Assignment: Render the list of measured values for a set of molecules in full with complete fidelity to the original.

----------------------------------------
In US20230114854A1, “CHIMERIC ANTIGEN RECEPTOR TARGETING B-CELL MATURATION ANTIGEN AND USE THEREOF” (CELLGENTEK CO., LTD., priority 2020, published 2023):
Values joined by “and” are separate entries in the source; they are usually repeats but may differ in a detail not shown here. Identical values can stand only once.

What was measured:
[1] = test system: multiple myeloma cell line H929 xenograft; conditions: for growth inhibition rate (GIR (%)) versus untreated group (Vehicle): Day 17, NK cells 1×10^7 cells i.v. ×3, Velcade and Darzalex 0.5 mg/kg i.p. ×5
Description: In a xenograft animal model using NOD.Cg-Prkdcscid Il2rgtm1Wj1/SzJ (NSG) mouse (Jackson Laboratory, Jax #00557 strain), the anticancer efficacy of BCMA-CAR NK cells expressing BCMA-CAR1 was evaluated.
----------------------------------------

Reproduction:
In US20230114854A1, “CHIMERIC ANTIGEN RECEPTOR TARGETING B-CELL MATURATION ANTIGEN AND USE THEREOF” (CELLGENTEK CO., LTD., priority 2020, published 2023):
Values joined by “and” are separate entries in the source; they are usually repeats but may differ in a detail not shown here. Identical values can stand only once.

What was measured:
[1] = test system: multiple myeloma cell line H929 xenograft; conditions: for growth inhibition rate (GIR (%)) versus untreated group (Vehicle): Day 17, NK cells 1×10^7 cells i.v. ×3, Velcade and Darzalex 0.5 mg/kg i.p. ×5
Description: In a xenograft animal model using NOD.Cg-Prkdcscid Il2rgtm1Wj1/SzJ (NSG) mouse (Jackson Laboratory, Jax #00557 strain), the anticancer efficacy of BCMA-CAR NK cells expressing BCMA-CAR1 was evaluated.